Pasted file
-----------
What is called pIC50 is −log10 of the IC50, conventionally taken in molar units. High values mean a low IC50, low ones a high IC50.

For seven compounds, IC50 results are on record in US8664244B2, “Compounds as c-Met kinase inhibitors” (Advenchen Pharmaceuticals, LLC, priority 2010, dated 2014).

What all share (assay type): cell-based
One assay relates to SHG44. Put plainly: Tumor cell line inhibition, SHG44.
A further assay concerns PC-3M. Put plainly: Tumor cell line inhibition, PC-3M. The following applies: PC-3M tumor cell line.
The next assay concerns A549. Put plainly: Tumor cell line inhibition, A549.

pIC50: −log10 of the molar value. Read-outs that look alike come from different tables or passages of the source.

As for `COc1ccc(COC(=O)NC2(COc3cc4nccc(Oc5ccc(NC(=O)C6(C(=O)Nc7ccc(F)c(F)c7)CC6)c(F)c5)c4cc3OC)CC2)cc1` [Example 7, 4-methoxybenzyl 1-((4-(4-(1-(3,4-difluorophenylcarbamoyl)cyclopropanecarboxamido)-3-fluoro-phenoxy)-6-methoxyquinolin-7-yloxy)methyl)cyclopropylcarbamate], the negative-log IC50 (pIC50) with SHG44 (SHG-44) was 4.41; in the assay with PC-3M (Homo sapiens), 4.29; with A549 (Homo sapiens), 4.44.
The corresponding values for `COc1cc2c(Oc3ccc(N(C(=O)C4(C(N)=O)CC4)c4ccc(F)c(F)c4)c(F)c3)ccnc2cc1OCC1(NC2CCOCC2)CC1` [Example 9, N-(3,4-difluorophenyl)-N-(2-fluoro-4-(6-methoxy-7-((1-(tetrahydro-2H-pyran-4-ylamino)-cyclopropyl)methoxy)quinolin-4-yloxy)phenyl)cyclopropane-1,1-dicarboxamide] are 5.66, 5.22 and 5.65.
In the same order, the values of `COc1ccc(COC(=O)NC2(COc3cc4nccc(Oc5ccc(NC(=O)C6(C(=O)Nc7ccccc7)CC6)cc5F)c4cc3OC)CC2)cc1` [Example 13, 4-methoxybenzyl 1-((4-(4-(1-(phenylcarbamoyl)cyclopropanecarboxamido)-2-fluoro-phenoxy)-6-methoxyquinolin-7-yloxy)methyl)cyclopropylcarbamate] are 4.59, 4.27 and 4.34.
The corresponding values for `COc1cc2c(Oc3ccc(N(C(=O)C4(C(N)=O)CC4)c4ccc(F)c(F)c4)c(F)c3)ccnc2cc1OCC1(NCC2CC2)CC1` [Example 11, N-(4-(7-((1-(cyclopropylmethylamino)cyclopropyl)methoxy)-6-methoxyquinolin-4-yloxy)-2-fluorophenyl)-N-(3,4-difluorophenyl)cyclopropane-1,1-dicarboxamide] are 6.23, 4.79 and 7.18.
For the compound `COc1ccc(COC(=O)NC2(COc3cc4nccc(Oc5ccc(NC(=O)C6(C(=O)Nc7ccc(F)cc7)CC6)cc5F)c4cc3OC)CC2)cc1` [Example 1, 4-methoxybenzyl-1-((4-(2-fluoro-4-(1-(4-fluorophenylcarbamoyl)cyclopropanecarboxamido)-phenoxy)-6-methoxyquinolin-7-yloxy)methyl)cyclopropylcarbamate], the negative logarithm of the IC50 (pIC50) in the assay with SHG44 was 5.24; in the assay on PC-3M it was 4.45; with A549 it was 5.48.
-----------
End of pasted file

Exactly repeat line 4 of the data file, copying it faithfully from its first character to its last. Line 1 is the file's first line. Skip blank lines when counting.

One assay relates to SHG44. Put plainly: Tumor cell line inhibition, SHG44.